Building on Solid Foundations
BY STEPHEN FARNSWORTH
Head of Partnerships at Outreach
Outreach is a sales enablement platform bent on changing the way companies engage with customers throughout their lifecycle. We caught up with Stephen Farnsworth, Outreach’s Head of Partnerships, to find out how his team has been coping since they moved to distributed work.
Some of the responses have been edited for brevity and clarity.
How have your personal and professional lives changed during the Coronavirus Pandemic?
We’ve all been forced to work remotely. I think SaaS companies are probably better equipped to manage the change. We’re still operating at pretty close to 100% productivity.
But as an organization there have been a lot of changes.
For example, we used to onboard people in the office. We’d have some slides for them, we’d bring in lunch, and they would meet some of our executives. It was a very personal experience. We’ve had to figure out how we replicate that virtually.
We brought on 30 people a couple of weeks ago – all remotely. It was our largest hiring week class ever. We had to work out how to get them their work laptop, how to make sure they felt appreciated, how to get them access to all the data and systems they needed. That was a very unique thing for us to do.
How are you supporting new and existing employees through this transition?
Communication has been key, so we’ve introduced more syncs with our employees. I manage our partnerships team, which is relatively small. Since going remote, we’ve had a daily stand up each morning that we simply didn’t need when we were in the office. It’s a small change, but it helps us stay on track.
We’ve used more software, too. I’ve always been somebody that’s struggled to use project management software on a day-to-day basis. But our project management platform helps us understand our day-to-day priorities and keep track of projects that are on our list.
There’s been a lot of company-driven efforts to make sure people feel included and feel part of the company. We have Slack channels filled with remote working tips and other informal channels where people anonymously post old pictures of themselves and everyone else tries to get to know them and guess who it is. It’s meant to try to bring people a little bit closer together.
We’re also careful to acknowledge everyone’s individual schedule. Some of our team members have kids at home. It’s impossible to work a regular nine-to-five when you’re balancing your work with homeschooling. We’re trying to figure out the best way to manage that.
We’re providing a lot of flexibility, and we’ve even added a $100 per week stipend for parents to spend on educational materials and tools.
What new challenges and pressures are you and your business facing?
We’ve had to adapt as we’ve seen some of our customers struggle.
Say we sell a thousand licenses to a company and all of a sudden they have to cut half their sales reps. Even though their contract says they have to pay for all their licenses for the full year, we have to be realistic with the situation. We need to act more like a partner and make sure that we can help that company get through this crisis.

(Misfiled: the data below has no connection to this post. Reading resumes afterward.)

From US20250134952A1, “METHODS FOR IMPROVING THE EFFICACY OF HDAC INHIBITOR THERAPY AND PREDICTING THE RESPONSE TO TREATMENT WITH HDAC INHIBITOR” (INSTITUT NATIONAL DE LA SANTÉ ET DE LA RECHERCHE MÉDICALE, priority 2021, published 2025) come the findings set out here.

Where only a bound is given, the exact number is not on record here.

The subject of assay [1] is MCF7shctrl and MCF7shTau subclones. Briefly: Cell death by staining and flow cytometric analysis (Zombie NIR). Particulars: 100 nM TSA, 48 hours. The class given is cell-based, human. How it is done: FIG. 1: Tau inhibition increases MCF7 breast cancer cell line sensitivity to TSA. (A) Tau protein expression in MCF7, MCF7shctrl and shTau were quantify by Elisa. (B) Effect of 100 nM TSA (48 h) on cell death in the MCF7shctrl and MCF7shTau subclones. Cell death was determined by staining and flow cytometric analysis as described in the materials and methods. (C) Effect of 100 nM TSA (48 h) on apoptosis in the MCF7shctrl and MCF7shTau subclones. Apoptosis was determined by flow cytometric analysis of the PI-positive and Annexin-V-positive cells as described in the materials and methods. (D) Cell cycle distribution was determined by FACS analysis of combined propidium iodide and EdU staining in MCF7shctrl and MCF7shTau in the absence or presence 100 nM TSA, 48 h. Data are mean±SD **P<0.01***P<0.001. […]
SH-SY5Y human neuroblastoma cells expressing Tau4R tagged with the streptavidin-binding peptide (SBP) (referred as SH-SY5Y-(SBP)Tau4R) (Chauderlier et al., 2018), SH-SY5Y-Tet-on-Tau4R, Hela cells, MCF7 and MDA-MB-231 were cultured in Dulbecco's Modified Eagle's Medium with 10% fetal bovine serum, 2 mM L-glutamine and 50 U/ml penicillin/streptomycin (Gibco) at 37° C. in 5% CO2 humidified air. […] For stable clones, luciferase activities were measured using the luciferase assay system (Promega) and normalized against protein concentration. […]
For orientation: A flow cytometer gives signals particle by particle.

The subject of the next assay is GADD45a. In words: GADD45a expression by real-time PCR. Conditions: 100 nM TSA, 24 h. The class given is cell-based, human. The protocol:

How have you adapted your business strategy in response to the crisis?
No one can make concrete predictions on what’s going to happen and that means they can’t plan how they’re going to continue to sell. Even large public companies aren’t issuing guidance.
We’re in a similar spot so we’re planning for a dozen different situations at once. If things happen one way, our executive team has Plan A prepared. We’ll hire more and go aggressive. But if things go another way, we go with Plan B. We slow down our hiring and think more pragmatically.
There’s a plan for everything at this point and what we’re looking for are the triggers for each of those plans.
I think we have a very clear strategy and a set of tactics with different options and clear criteria around them. We know how to handle our business based on the way things go with this crisis. We’re not just operating on a knee-jerk basis.
We’re also validating our strategies with the help of our board and investors. We’re taking our plans to them and asking, “Is this in line with your other investments and companies? Are we being too aggressive, or are we being too passive here?”
We’ve got all the options, but we’re still looking for feedback on the best operating model.
How do you picture your business two or three years down the line?
We’re very grateful for how frugal and careful we’ve been as a business. For example, last year, when we didn’t need to raise money, our leadership group still decided to do a round of fundraising. They took a long-term view, and now we’re at a point where we’re in a really solid spot.
When I think of two or three years down the line, I think we’ll double down on that. We will continue to be cautious while still investing heavily for the future – and doing so in a really sustainable way.
We want to be in a position where we can continue to innovate rather than pull back. That’ll allow us to take advantage of any opportunities that present themselves to us.
I think that that mentality will persist for the next two to three years. We will find more ways to do things at scale while making sure we’re being very efficient with our resources.